Taming Tattling: Teach Kids the Difference Between Tattling and Telling

Part of our Counselor’s Corner series. Click to read other posts in the Counselor’s Corner.

Tattling is a problem faced by parents and teachers alike, with children kindergarten age and beyond. You can tame tattling—and communicate the importance of telling—by teaching children the difference between tattling and telling.

When I teach lessons to students about tattling and telling, I break it down for them by explaining:

  • Tattling is saying something to get someone else in trouble. Tattling is about a kid-sized problem.
  • Telling is helping keep someone safe. Telling is about an adult-sized problem.

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Here’s an activity I do to help students tell the difference. To start, come up with several “Tattling” and “Telling” scenarios relevant to your students. I love adding movement to my lessons and getting students out of their seats, so I make two signs—one that says “Tattle” and the other says “Tell”—and hang them on opposite sides of the room. Then I read the scenarios to the class and ask the students to determine if the child in the situation would be tattling if he or she reported the incident or if it is a situation where the student should tell. Students move to the “Tattle” side of the room if they think the scenario was tattling and move to the “Tell” side of the room if they think the scenario is appropriate to tell an adult. Seeing the students move in response allows me to see if they understand the difference and who needs more support to get the concept.

After each scenario, we discuss why the problem was “Tattle” or “Tell” and come up with solutions to solve the “kid-sized problems.”

Here are some sample scenarios:

  • A classmate fell on the playground and is bleeding. Answer: Tell. This is an adult-sized problem. Someone is hurt and he or she needs help.
  • Someone took my pencil. Answer: Tattle. This is a kid-sized problem. Discuss ways you could solve this problem on your own.
  • Someone is calling you names. Answer: Tattle or tell. This usually starts as a kid-sized problem, so first tell the student to stop and you do not like it. If the problem continues, tell your teacher or another adult you trust! (Teachers: Make sure to emphasize that bullying is a situation where it is important to tell an adult. Bullying is an adult-sized problem and children need help from adults to solve it.)
  • Someone stuck out her or his tongue. Answer: Tattle. This is a kid-sized problem. Discuss ways you could solve this problem on your own.

How do you tame tattling in your classroom or school?


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Suggested Resources
Don’t Squeal Unless It’s a Big Deal by Jeanie Franz Ransom
A Bad Case of Tattle Tongue by Julia Cook
Downloadable Tattle/Tell signs for game


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About Danielle R. Schultz

School Counselor blogger for Free Spirit Publishing Blog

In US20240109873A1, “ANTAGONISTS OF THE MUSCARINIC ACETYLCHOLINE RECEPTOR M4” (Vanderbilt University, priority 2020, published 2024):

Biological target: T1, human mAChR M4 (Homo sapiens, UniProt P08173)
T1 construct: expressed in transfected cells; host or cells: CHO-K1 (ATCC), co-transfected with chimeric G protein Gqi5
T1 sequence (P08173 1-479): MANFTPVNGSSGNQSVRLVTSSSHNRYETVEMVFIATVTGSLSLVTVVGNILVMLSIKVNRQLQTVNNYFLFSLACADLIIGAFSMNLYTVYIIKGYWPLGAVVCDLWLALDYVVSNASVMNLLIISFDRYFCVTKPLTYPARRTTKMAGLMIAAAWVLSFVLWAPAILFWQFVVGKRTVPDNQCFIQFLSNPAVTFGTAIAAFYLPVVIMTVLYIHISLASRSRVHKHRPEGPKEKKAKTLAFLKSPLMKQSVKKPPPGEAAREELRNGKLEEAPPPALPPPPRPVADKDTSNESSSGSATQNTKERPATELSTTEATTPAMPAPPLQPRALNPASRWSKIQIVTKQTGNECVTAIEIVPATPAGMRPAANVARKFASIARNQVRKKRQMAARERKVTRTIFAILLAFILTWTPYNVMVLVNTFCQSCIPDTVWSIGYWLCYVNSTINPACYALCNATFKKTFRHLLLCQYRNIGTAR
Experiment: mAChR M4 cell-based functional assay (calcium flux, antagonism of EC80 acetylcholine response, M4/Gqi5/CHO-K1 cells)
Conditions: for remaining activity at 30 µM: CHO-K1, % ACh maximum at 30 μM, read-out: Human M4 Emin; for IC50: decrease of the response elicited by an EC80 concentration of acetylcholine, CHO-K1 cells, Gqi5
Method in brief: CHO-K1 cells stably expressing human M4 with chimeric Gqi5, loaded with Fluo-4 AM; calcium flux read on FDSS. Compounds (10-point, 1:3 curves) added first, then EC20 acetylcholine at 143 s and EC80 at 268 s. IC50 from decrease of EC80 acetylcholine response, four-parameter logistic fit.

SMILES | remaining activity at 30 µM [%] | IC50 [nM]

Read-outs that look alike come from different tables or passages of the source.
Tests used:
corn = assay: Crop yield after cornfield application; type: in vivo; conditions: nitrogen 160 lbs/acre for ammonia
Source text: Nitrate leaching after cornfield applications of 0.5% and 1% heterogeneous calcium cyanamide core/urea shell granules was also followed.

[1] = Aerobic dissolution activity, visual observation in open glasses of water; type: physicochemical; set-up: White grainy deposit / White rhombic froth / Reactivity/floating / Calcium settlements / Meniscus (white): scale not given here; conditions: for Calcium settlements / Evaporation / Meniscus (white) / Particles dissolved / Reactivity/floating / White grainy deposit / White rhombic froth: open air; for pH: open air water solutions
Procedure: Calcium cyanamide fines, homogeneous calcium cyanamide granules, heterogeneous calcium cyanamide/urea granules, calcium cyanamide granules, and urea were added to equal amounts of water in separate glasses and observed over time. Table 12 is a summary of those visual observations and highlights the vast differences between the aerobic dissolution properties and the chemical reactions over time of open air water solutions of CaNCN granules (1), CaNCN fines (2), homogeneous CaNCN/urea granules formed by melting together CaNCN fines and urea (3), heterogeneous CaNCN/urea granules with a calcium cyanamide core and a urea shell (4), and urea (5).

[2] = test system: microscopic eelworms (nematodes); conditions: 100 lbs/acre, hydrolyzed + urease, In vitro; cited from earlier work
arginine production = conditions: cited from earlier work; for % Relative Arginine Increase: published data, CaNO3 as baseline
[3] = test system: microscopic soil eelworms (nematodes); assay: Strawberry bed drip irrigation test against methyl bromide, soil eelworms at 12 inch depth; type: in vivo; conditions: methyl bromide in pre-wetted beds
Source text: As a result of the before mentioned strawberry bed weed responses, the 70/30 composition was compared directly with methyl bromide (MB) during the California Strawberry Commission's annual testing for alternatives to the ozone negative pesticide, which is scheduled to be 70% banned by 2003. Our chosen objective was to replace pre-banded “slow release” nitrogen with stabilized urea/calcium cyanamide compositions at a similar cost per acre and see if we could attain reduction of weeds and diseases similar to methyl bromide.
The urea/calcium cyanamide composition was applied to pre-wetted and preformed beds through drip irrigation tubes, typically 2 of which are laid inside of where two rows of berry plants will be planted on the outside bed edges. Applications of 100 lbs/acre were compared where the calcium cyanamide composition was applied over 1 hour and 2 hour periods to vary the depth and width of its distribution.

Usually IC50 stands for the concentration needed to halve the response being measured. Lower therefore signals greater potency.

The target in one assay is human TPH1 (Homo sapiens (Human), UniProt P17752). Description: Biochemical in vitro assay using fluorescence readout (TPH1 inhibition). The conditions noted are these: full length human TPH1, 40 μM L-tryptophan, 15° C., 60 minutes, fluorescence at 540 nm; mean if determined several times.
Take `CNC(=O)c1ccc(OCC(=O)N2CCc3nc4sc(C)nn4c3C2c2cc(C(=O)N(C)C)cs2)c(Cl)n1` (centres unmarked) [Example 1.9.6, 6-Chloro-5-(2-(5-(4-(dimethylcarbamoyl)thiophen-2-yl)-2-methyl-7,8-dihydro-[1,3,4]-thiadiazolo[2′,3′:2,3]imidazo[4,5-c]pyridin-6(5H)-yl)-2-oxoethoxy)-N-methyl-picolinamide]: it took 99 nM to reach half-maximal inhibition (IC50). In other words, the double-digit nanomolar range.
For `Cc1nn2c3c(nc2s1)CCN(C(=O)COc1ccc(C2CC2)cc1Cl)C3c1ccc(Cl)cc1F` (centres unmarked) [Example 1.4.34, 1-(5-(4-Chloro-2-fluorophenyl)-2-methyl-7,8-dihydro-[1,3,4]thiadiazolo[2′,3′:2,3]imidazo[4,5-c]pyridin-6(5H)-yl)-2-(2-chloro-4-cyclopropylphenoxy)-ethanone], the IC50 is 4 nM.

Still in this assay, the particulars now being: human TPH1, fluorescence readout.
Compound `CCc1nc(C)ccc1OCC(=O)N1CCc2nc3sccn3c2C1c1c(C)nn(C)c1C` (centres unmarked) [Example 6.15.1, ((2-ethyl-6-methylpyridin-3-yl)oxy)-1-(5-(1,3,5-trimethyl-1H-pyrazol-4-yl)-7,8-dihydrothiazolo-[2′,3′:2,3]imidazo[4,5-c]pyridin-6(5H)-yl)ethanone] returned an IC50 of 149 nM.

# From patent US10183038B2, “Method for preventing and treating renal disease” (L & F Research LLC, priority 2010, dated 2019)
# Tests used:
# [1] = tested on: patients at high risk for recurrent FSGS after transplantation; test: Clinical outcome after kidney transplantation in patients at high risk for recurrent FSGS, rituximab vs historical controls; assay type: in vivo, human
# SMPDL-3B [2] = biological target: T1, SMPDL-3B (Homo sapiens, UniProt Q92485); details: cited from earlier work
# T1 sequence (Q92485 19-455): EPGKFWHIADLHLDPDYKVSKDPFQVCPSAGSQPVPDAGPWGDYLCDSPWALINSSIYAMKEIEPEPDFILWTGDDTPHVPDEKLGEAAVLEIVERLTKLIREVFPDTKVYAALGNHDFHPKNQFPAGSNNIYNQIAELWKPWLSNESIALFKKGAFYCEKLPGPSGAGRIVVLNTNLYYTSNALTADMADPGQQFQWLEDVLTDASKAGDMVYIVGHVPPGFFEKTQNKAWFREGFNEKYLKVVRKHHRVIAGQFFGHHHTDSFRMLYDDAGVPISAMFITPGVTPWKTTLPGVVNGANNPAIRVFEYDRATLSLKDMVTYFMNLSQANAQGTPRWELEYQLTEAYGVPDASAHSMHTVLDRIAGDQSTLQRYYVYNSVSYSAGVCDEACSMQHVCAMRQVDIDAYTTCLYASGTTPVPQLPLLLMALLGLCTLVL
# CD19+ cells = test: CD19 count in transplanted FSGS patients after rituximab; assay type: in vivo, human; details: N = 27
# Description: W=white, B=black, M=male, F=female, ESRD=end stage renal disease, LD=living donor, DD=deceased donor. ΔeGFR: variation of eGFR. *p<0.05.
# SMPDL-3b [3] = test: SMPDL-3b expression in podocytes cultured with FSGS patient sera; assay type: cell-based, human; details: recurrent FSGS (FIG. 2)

This entry was posted in Counselor's Corner, Early Childhood, Teaching Strategies and tagged . Bookmark the permalink.

4 Responses to Taming Tattling: Teach Kids the Difference Between Tattling and Telling

  1. Leanne Cherie Strong says:

    Hi, if you prefer not to use terms such as “reporting,” or, “tattling,” I have some ideas for ways you can phrase it. You can replace “tattling,” with, “I DO NOT NEED to tell an adult if,” and “reporting,” can be replaced with, “I SHOULD tell an adult if.”

    You SHOULD tell an adult if:

    You are being made to feel unsafe or uncomfortable.

    Somebody else is being made to feel unsafe or uncomfortable.

    Somebody is doing something harmful or destructive.

    Somebody talks about doing something harmful or destructive.

    You are sick or injured.

    Somebody else is sick or injured.

    You have tried to handle the situation yourself several times, and have been unsuccessful.

    There is no other way to go about the issue.

    You DO NOT NEED to tell an adult if:

    You are not being made to feel unsafe or uncomfortable.

    No one else is being made to feel unsafe or uncomfortable.

    No one is doing anything harmful or destructive.

    No one talks about doing anything harmful or destructive.

    You are not sick or injured.

    No one else is sick or injured.

    You have not tried solving the problem yourself enough times, or some of the strategies you have tried have been successful.

    There is another way to handle the situation.

    Here are some examples of times when I SHOULD tell an adult:

    “Lisa and Susan were talking about how they were planning on buying something from Starbucks, and then leaving without paying. I told them, ‘don’t do that girls, that’s stealing!”

    What Susan and Lisa were talking about doing is considered stealing, and if you don’t tell an adult about this BEFORE it happens, they could get in trouble with the law.

    “Greg keeps saying this, and I don’t like it. I have asked him several times not to say it, and he keeps saying it.”

    If Greg keeps saying something, even though you have already asked him several times not to say it, then it’s pretty obvious that either he isn’t getting the message, or he is saying it to make you feel unsafe or uncomfortable.